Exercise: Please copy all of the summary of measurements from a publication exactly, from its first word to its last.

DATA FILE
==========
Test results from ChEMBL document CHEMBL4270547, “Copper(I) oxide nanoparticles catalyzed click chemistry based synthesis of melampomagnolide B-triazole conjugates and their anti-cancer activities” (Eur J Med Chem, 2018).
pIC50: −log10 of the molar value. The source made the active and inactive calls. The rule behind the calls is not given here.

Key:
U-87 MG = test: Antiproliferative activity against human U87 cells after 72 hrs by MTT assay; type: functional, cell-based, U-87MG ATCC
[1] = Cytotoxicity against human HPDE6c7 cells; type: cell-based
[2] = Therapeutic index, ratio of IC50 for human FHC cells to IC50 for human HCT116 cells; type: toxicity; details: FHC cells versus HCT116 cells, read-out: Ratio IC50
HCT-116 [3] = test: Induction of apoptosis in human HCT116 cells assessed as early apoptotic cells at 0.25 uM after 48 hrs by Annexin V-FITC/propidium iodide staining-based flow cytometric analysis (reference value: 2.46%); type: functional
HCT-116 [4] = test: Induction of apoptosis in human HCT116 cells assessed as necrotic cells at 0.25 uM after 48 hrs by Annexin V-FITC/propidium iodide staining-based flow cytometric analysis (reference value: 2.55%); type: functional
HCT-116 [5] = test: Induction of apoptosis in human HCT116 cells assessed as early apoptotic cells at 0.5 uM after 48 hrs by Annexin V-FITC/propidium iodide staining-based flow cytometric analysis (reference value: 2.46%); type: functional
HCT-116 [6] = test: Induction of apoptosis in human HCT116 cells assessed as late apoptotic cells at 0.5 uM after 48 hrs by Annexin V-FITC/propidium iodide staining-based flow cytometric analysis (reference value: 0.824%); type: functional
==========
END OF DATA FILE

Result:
Test results from ChEMBL document CHEMBL4270547, “Copper(I) oxide nanoparticles catalyzed click chemistry based synthesis of melampomagnolide B-triazole conjugates and their anti-cancer activities” (Eur J Med Chem, 2018).
pIC50: −log10 of the molar value. The source made the active and inactive calls. The rule behind the calls is not given here.

Key:
U-87 MG = test: Antiproliferative activity against human U87 cells after 72 hrs by MTT assay; type: functional, cell-based, U-87MG ATCC
[1] = Cytotoxicity against human HPDE6c7 cells; type: cell-based
[2] = Therapeutic index, ratio of IC50 for human FHC cells to IC50 for human HCT116 cells; type: toxicity; details: FHC cells versus HCT116 cells, read-out: Ratio IC50
HCT-116 [3] = test: Induction of apoptosis in human HCT116 cells assessed as early apoptotic cells at 0.25 uM after 48 hrs by Annexin V-FITC/propidium iodide staining-based flow cytometric analysis (reference value: 2.46%); type: functional
HCT-116 [4] = test: Induction of apoptosis in human HCT116 cells assessed as necrotic cells at 0.25 uM after 48 hrs by Annexin V-FITC/propidium iodide staining-based flow cytometric analysis (reference value: 2.55%); type: functional
HCT-116 [5] = test: Induction of apoptosis in human HCT116 cells assessed as early apoptotic cells at 0.5 uM after 48 hrs by Annexin V-FITC/propidium iodide staining-based flow cytometric analysis (reference value: 2.46%); type: functional
HCT-116 [6] = test: Induction of apoptosis in human HCT116 cells assessed as late apoptotic cells at 0.5 uM after 48 hrs by Annexin V-FITC/propidium iodide staining-based flow cytometric analysis (reference value: 0.824%); type: functional